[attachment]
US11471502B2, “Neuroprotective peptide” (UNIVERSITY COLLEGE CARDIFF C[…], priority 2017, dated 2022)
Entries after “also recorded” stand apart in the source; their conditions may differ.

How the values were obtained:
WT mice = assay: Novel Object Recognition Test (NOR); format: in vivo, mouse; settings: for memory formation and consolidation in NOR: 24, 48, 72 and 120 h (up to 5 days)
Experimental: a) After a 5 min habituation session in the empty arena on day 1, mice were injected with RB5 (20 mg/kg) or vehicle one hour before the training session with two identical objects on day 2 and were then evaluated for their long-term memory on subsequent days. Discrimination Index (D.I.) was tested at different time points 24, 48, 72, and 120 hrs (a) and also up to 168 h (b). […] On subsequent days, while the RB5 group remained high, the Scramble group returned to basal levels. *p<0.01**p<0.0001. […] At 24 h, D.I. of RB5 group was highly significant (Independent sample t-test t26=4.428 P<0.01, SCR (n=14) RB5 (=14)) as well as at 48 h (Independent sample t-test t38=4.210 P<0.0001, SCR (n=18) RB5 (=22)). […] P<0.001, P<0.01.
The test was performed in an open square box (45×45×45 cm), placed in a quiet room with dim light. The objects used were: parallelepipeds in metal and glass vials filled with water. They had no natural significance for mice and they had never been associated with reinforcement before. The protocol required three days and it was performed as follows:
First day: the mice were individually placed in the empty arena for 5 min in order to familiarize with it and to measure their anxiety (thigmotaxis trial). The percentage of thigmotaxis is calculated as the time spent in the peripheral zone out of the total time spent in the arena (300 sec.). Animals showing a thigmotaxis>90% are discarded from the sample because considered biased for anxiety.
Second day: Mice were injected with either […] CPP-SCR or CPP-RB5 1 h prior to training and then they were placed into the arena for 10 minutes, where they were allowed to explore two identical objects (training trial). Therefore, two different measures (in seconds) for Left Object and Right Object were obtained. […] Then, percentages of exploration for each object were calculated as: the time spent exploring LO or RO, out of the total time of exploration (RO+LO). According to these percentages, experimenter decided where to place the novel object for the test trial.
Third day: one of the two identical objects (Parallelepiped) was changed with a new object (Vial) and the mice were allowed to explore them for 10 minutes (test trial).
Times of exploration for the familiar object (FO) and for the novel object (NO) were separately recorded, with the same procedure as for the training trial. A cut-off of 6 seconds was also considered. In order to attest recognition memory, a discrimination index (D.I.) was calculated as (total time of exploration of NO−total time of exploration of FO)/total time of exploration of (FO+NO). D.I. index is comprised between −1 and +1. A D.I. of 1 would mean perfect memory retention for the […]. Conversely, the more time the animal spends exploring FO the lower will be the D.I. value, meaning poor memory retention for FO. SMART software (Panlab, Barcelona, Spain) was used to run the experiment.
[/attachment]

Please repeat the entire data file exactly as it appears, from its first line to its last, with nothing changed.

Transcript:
US11471502B2, “Neuroprotective peptide” (UNIVERSITY COLLEGE CARDIFF C[…], priority 2017, dated 2022)
Entries after “also recorded” stand apart in the source; their conditions may differ.

How the values were obtained:
WT mice = assay: Novel Object Recognition Test (NOR); format: in vivo, mouse; settings: for memory formation and consolidation in NOR: 24, 48, 72 and 120 h (up to 5 days)
Experimental: a) After a 5 min habituation session in the empty arena on day 1, mice were injected with RB5 (20 mg/kg) or vehicle one hour before the training session with two identical objects on day 2 and were then evaluated for their long-term memory on subsequent days. Discrimination Index (D.I.) was tested at different time points 24, 48, 72, and 120 hrs (a) and also up to 168 h (b). […] On subsequent days, while the RB5 group remained high, the Scramble group returned to basal levels. *p<0.01**p<0.0001. […] At 24 h, D.I. of RB5 group was highly significant (Independent sample t-test t26=4.428 P<0.01, SCR (n=14) RB5 (=14)) as well as at 48 h (Independent sample t-test t38=4.210 P<0.0001, SCR (n=18) RB5 (=22)). […] P<0.001, P<0.01.
The test was performed in an open square box (45×45×45 cm), placed in a quiet room with dim light. The objects used were: parallelepipeds in metal and glass vials filled with water. They had no natural significance for mice and they had never been associated with reinforcement before. The protocol required three days and it was performed as follows:
First day: the mice were individually placed in the empty arena for 5 min in order to familiarize with it and to measure their anxiety (thigmotaxis trial). The percentage of thigmotaxis is calculated as the time spent in the peripheral zone out of the total time spent in the arena (300 sec.). Animals showing a thigmotaxis>90% are discarded from the sample because considered biased for anxiety.
Second day: Mice were injected with either […] CPP-SCR or CPP-RB5 1 h prior to training and then they were placed into the arena for 10 minutes, where they were allowed to explore two identical objects (training trial). Therefore, two different measures (in seconds) for Left Object and Right Object were obtained. […] Then, percentages of exploration for each object were calculated as: the time spent exploring LO or RO, out of the total time of exploration (RO+LO). According to these percentages, experimenter decided where to place the novel object for the test trial.
Third day: one of the two identical objects (Parallelepiped) was changed with a new object (Vial) and the mice were allowed to explore them for 10 minutes (test trial).
Times of exploration for the familiar object (FO) and for the novel object (NO) were separately recorded, with the same procedure as for the training trial. A cut-off of 6 seconds was also considered. In order to attest recognition memory, a discrimination index (D.I.) was calculated as (total time of exploration of NO−total time of exploration of FO)/total time of exploration of (FO+NO). D.I. index is comprised between −1 and +1. A D.I. of 1 would mean perfect memory retention for the […]. Conversely, the more time the animal spends exploring FO the lower will be the D.I. value, meaning poor memory retention for FO. SMART software (Panlab, Barcelona, Spain) was used to run the experiment.